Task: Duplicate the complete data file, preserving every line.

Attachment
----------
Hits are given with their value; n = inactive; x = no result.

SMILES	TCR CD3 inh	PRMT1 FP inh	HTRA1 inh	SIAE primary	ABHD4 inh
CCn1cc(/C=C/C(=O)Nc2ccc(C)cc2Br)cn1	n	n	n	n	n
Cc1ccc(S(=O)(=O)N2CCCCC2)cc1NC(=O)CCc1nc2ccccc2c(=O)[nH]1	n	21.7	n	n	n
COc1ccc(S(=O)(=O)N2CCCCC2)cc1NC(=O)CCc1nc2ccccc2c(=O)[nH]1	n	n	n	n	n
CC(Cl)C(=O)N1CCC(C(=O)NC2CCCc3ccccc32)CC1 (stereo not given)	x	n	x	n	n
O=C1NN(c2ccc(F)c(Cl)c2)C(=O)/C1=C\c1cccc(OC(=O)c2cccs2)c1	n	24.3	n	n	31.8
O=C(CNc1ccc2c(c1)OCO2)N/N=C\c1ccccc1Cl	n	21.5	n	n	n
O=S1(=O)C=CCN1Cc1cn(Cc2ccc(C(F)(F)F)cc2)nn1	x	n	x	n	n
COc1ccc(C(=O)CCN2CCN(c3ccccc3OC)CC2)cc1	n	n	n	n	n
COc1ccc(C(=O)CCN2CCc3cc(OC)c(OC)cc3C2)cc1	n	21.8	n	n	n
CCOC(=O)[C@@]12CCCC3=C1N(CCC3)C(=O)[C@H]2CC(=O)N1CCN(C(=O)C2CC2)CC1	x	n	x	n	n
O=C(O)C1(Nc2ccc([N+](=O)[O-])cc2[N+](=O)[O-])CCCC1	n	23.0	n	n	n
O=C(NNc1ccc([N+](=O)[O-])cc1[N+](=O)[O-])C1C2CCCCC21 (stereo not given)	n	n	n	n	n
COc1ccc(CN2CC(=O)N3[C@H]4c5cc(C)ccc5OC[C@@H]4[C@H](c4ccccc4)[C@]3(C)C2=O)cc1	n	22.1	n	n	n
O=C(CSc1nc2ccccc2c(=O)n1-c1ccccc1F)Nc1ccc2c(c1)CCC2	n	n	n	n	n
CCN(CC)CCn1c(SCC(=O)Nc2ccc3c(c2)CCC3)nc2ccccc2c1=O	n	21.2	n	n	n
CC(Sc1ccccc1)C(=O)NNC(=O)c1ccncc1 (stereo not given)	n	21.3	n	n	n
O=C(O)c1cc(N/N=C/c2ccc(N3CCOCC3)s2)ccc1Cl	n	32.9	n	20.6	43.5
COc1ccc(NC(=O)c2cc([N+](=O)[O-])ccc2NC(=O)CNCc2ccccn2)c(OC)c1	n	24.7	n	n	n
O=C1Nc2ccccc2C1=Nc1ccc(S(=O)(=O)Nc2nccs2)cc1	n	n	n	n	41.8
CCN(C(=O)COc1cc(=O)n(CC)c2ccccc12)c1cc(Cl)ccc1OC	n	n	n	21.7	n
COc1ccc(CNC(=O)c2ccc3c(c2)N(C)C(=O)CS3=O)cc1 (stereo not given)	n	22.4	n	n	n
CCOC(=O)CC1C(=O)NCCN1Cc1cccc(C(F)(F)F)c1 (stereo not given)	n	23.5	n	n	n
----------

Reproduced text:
Hits are given with their value; n = inactive; x = no result.

SMILES	TCR CD3 inh	PRMT1 FP inh	HTRA1 inh	SIAE primary	ABHD4 inh
CCn1cc(/C=C/C(=O)Nc2ccc(C)cc2Br)cn1	n	n	n	n	n
Cc1ccc(S(=O)(=O)N2CCCCC2)cc1NC(=O)CCc1nc2ccccc2c(=O)[nH]1	n	21.7	n	n	n
COc1ccc(S(=O)(=O)N2CCCCC2)cc1NC(=O)CCc1nc2ccccc2c(=O)[nH]1	n	n	n	n	n
CC(Cl)C(=O)N1CCC(C(=O)NC2CCCc3ccccc32)CC1 (stereo not given)	x	n	x	n	n
O=C1NN(c2ccc(F)c(Cl)c2)C(=O)/C1=C\c1cccc(OC(=O)c2cccs2)c1	n	24.3	n	n	31.8
O=C(CNc1ccc2c(c1)OCO2)N/N=C\c1ccccc1Cl	n	21.5	n	n	n
O=S1(=O)C=CCN1Cc1cn(Cc2ccc(C(F)(F)F)cc2)nn1	x	n	x	n	n
COc1ccc(C(=O)CCN2CCN(c3ccccc3OC)CC2)cc1	n	n	n	n	n
COc1ccc(C(=O)CCN2CCc3cc(OC)c(OC)cc3C2)cc1	n	21.8	n	n	n
CCOC(=O)[C@@]12CCCC3=C1N(CCC3)C(=O)[C@H]2CC(=O)N1CCN(C(=O)C2CC2)CC1	x	n	x	n	n
O=C(O)C1(Nc2ccc([N+](=O)[O-])cc2[N+](=O)[O-])CCCC1	n	23.0	n	n	n
O=C(NNc1ccc([N+](=O)[O-])cc1[N+](=O)[O-])C1C2CCCCC21 (stereo not given)	n	n	n	n	n
COc1ccc(CN2CC(=O)N3[C@H]4c5cc(C)ccc5OC[C@@H]4[C@H](c4ccccc4)[C@]3(C)C2=O)cc1	n	22.1	n	n	n
O=C(CSc1nc2ccccc2c(=O)n1-c1ccccc1F)Nc1ccc2c(c1)CCC2	n	n	n	n	n
CCN(CC)CCn1c(SCC(=O)Nc2ccc3c(c2)CCC3)nc2ccccc2c1=O	n	21.2	n	n	n
CC(Sc1ccccc1)C(=O)NNC(=O)c1ccncc1 (stereo not given)	n	21.3	n	n	n
O=C(O)c1cc(N/N=C/c2ccc(N3CCOCC3)s2)ccc1Cl	n	32.9	n	20.6	43.5
COc1ccc(NC(=O)c2cc([N+](=O)[O-])ccc2NC(=O)CNCc2ccccn2)c(OC)c1	n	24.7	n	n	n
O=C1Nc2ccccc2C1=Nc1ccc(S(=O)(=O)Nc2nccs2)cc1	n	n	n	n	41.8
CCN(C(=O)COc1cc(=O)n(CC)c2ccccc12)c1cc(Cl)ccc1OC	n	n	n	21.7	n
COc1ccc(CNC(=O)c2ccc3c(c2)N(C)C(=O)CS3=O)cc1 (stereo not given)	n	22.4	n	n	n
CCOC(=O)CC1C(=O)NCCN1Cc1cccc(C(F)(F)F)c1 (stereo not given)	n	23.5	n	n	n